The Ecological Thought

Author: Timothy Morton
Publisher: Harvard University Press
ISBN: 0674056736
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In this passionate, lucid, and surprising book, Timothy Morton argues that all forms of life are connected in a vast, entangling mesh. This interconnectedness penetrates all dimensions of life. No being, construct, or object can exist independently from the ecological entanglement, Morton contends, nor does “Nature” exist as an entity separate from the uglier or more synthetic elements of life.

Being Ecological

Author: Timothy Morton
Publisher: MIT Press
ISBN: 0262346869
Format: PDF, ePub, Mobi
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Don't care about ecology? You think you don't, but you might all the same. Don't read ecology books? This book is for you. Ecology books can be confusing information dumps that are out of date by the time they hit you. Slapping you upside the head to make you feel bad. Grabbing you by the lapels while yelling disturbing facts. Handwringing in agony about "What are we going to do?" This book has none of that. Being Ecological doesn't preach to the eco-choir. It's for you -- even, Timothy Morton explains, if you're not in the choir, even if you have no idea what choirs are. You might already be ecological. After establishing the approach of the book (no facts allowed!), Morton draws on Kant and Heidegger to help us understand living in an age of mass extinction caused by global warming. He considers the object of ecological awareness and ecological thinking: the biosphere and its interconnections. He discusses what sorts of actions count as ecological -- starting a revolution? going to the garden center to smell the plants? And finally, in "Not a Grand Tour of Ecological Thought," he explores a variety of current styles of being ecological -- a range of overlapping orientations rather than preformatted self-labeling. Caught up in the us-versus-them (or you-versus-everything else) urgency of ecological crisis, Morton suggests, it's easy to forget that you are a symbiotic being entangled with other symbiotic beings. Isn't that being ecological?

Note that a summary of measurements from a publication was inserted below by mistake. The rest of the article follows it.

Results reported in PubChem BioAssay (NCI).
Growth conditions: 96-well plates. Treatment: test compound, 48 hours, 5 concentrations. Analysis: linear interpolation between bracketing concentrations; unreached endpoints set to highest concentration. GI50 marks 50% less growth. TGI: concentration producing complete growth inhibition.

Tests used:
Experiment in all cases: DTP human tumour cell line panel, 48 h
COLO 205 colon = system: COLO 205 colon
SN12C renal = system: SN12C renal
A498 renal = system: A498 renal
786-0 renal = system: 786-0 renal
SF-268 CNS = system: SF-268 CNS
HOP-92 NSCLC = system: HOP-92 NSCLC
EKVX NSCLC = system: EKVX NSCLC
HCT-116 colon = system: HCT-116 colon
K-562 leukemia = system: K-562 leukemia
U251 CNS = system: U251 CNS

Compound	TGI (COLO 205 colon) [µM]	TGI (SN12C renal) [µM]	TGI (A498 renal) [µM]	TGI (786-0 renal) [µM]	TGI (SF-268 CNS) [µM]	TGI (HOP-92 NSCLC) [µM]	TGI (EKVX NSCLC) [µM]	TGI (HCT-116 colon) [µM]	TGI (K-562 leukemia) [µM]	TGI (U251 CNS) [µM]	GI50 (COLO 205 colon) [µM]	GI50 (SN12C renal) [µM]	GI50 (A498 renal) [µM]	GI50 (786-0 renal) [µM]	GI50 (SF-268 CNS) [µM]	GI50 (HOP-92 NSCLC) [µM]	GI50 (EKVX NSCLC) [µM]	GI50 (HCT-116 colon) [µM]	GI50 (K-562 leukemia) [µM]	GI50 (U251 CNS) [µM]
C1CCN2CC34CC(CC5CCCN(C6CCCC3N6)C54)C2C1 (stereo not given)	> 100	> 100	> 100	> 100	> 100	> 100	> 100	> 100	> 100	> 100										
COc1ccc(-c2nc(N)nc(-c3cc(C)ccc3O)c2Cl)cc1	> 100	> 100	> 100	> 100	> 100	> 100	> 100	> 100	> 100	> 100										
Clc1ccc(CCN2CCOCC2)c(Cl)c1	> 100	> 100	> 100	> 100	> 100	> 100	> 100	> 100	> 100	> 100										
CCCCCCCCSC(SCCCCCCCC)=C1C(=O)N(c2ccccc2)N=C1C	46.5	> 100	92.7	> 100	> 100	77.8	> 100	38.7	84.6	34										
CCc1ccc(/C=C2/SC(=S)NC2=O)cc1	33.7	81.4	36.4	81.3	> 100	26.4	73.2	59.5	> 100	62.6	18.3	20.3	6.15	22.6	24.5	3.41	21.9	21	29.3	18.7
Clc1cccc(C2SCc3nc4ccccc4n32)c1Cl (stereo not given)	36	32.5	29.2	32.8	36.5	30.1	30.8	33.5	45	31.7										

Ecological Understanding

Author: Steward T. Pickett
Publisher: Academic Press
ISBN: 9780125547208
Format: PDF, ePub
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Ecology is an historical science in which theories can be as difficult to test as they are to devise. Ecological Understanding, intended for ecologists and evolutionary biologists, reviews ecological theories and how they are generated, evaluated, and categorized. Synthesizing a vast and sometimes labyrinthine collection of literature, this book is a useful entry into the scientific philosophy of ecology and natural history. The need for integration of the contributions to theory made by different disciplines is a central theme, and the authors demonstrate that only through such integration will advances in ecological theory be possible. Ecologists, evolutionary biologists, and other serious students of natural history will find this book an invaluable addition to their academic library.

Nothing

Author: Marcus Boon
Publisher: University of Chicago Press